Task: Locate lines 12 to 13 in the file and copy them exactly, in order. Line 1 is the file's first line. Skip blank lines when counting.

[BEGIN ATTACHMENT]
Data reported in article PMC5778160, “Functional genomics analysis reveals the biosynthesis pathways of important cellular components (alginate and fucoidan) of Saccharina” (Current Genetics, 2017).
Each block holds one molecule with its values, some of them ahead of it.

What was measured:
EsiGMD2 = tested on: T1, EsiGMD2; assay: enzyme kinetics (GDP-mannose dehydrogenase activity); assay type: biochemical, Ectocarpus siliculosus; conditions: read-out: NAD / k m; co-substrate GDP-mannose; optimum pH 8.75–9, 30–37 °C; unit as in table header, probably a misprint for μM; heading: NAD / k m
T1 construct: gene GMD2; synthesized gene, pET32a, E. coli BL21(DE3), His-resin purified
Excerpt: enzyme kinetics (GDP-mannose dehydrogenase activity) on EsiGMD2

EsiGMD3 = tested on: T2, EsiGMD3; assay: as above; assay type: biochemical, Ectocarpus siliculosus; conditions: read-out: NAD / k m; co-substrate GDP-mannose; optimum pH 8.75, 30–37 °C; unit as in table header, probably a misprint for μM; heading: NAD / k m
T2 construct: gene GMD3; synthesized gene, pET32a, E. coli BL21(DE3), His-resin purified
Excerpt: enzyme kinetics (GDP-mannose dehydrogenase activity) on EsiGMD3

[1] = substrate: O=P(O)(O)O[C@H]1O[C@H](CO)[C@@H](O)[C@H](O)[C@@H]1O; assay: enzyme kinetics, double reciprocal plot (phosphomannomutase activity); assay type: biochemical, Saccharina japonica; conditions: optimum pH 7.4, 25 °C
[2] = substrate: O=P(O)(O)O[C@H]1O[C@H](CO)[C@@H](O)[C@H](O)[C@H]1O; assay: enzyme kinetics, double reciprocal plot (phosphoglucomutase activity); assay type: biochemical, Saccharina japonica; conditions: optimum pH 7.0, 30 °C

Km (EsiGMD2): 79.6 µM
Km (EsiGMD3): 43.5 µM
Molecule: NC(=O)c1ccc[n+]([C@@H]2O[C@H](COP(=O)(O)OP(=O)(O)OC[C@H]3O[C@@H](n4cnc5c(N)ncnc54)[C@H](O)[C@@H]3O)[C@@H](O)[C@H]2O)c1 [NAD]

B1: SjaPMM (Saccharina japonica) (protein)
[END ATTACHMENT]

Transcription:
Km (EsiGMD2): 79.6 µM
Km (EsiGMD3): 43.5 µM